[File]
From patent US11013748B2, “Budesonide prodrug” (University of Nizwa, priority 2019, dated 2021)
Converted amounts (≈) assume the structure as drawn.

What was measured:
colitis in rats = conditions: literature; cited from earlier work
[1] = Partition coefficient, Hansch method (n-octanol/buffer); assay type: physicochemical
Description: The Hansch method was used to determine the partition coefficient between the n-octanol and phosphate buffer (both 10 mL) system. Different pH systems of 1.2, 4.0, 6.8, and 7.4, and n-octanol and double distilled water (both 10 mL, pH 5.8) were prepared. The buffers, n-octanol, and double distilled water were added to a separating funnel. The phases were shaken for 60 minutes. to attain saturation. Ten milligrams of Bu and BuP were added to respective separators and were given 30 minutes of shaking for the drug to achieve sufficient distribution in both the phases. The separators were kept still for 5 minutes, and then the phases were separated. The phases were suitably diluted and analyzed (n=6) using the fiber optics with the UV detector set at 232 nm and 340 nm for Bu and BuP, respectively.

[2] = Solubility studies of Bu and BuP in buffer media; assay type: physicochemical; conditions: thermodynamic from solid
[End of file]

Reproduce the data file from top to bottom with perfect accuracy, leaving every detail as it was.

From patent US11013748B2, “Budesonide prodrug” (University of Nizwa, priority 2019, dated 2021)
Converted amounts (≈) assume the structure as drawn.

What was measured:
colitis in rats = conditions: literature; cited from earlier work
[1] = Partition coefficient, Hansch method (n-octanol/buffer); assay type: physicochemical
Description: The Hansch method was used to determine the partition coefficient between the n-octanol and phosphate buffer (both 10 mL) system. Different pH systems of 1.2, 4.0, 6.8, and 7.4, and n-octanol and double distilled water (both 10 mL, pH 5.8) were prepared. The buffers, n-octanol, and double distilled water were added to a separating funnel. The phases were shaken for 60 minutes. to attain saturation. Ten milligrams of Bu and BuP were added to respective separators and were given 30 minutes of shaking for the drug to achieve sufficient distribution in both the phases. The separators were kept still for 5 minutes, and then the phases were separated. The phases were suitably diluted and analyzed (n=6) using the fiber optics with the UV detector set at 232 nm and 340 nm for Bu and BuP, respectively.

[2] = Solubility studies of Bu and BuP in buffer media; assay type: physicochemical; conditions: thermodynamic from solid